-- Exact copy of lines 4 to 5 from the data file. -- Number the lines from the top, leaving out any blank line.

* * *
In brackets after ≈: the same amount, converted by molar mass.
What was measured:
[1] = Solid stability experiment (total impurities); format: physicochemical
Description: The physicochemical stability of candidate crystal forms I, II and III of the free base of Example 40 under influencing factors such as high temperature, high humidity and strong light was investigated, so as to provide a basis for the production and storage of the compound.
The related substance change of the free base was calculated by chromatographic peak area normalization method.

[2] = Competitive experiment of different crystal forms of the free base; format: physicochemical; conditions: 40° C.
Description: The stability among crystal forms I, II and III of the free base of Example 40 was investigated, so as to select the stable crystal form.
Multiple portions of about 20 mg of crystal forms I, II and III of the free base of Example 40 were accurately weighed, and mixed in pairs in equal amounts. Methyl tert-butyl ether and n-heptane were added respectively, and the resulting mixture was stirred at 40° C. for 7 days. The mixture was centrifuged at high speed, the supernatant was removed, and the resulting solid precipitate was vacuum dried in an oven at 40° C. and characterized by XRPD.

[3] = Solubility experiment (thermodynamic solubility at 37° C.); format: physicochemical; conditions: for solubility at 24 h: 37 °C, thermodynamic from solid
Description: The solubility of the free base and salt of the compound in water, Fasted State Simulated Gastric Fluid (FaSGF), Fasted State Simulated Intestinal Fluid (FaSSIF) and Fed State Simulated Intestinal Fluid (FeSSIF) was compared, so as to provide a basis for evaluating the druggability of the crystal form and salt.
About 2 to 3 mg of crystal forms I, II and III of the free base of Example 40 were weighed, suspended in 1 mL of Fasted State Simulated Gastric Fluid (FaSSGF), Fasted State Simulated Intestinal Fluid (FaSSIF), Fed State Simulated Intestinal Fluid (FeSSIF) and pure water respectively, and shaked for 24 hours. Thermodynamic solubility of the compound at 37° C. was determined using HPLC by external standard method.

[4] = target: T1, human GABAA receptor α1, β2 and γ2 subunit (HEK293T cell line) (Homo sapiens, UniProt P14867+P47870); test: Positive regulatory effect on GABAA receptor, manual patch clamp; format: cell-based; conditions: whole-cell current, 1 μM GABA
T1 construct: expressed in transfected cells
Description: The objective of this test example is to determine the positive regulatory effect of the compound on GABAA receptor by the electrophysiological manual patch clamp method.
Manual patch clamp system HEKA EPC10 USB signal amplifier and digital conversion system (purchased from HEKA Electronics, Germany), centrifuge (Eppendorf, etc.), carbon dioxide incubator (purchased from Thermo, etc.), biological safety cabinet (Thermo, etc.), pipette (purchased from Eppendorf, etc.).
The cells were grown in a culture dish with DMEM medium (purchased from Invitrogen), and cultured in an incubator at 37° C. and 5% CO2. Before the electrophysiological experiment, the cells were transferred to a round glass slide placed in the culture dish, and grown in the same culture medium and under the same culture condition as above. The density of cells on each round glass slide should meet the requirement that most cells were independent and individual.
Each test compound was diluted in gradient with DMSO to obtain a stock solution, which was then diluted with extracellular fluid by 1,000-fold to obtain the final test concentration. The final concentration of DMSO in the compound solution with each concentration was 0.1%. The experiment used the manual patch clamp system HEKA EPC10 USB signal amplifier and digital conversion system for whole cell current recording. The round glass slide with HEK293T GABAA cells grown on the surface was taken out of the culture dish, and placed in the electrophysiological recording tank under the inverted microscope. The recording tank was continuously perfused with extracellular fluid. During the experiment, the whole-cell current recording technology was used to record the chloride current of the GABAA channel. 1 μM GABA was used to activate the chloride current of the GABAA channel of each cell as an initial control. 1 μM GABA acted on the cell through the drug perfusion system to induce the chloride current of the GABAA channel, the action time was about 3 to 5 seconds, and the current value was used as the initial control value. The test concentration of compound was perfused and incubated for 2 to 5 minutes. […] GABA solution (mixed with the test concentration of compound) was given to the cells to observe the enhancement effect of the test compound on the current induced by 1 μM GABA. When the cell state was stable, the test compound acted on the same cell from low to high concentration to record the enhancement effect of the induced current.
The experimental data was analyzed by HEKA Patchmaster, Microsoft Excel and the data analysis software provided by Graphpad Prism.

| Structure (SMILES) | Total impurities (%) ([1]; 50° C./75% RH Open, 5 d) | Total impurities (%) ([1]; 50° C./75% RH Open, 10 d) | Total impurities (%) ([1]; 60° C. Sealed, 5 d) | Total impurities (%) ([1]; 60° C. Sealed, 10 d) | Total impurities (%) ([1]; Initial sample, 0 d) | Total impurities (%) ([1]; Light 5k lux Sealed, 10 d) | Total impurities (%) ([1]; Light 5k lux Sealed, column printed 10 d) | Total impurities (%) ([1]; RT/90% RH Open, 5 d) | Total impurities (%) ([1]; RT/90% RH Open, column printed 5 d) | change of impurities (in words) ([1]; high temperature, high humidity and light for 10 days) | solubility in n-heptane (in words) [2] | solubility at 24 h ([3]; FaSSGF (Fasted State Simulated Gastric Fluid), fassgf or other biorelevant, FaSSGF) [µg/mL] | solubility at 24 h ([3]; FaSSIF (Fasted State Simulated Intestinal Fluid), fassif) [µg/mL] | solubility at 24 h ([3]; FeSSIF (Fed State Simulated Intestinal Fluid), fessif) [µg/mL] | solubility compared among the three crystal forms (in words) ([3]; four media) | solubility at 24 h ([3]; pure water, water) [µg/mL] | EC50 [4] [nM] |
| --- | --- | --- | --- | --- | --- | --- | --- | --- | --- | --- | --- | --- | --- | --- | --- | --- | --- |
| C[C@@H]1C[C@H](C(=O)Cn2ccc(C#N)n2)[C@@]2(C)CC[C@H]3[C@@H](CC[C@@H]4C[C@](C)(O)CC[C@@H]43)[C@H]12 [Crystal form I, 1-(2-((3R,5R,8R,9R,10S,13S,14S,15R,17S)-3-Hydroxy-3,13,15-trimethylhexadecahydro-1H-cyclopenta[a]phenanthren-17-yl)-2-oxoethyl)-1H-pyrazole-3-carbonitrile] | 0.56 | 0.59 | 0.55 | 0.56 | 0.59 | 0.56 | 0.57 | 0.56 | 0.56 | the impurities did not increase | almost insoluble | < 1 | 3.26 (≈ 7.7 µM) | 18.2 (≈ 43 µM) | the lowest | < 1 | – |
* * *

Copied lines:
Description: The physicochemical stability of candidate crystal forms I, II and III of the free base of Example 40 under influencing factors such as high temperature, high humidity and strong light was investigated, so as to provide a basis for the production and storage of the compound.
The related substance change of the free base was calculated by chromatographic peak area normalization method.